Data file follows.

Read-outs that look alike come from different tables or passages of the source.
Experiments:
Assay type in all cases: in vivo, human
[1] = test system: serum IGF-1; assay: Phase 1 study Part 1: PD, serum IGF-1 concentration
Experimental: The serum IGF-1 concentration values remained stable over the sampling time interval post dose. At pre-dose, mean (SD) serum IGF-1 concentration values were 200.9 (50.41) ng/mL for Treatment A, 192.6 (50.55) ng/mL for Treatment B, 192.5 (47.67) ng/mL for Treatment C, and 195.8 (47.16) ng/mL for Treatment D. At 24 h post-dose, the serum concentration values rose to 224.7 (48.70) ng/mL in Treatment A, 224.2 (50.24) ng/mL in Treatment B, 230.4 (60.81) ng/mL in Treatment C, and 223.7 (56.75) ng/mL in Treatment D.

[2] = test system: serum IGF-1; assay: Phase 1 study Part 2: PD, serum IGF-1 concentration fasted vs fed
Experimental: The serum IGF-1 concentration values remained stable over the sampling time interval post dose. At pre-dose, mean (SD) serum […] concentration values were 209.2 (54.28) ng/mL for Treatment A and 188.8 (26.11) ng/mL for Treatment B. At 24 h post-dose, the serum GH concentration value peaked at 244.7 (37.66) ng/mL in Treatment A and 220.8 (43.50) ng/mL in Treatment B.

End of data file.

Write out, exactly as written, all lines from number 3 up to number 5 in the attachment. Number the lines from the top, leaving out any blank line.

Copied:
Assay type in all cases: in vivo, human
[1] = test system: serum IGF-1; assay: Phase 1 study Part 1: PD, serum IGF-1 concentration
Experimental: The serum IGF-1 concentration values remained stable over the sampling time interval post dose. At pre-dose, mean (SD) serum IGF-1 concentration values were 200.9 (50.41) ng/mL for Treatment A, 192.6 (50.55) ng/mL for Treatment B, 192.5 (47.67) ng/mL for Treatment C, and 195.8 (47.16) ng/mL for Treatment D. At 24 h post-dose, the serum concentration values rose to 224.7 (48.70) ng/mL in Treatment A, 224.2 (50.24) ng/mL in Treatment B, 230.4 (60.81) ng/mL in Treatment C, and 223.7 (56.75) ng/mL in Treatment D.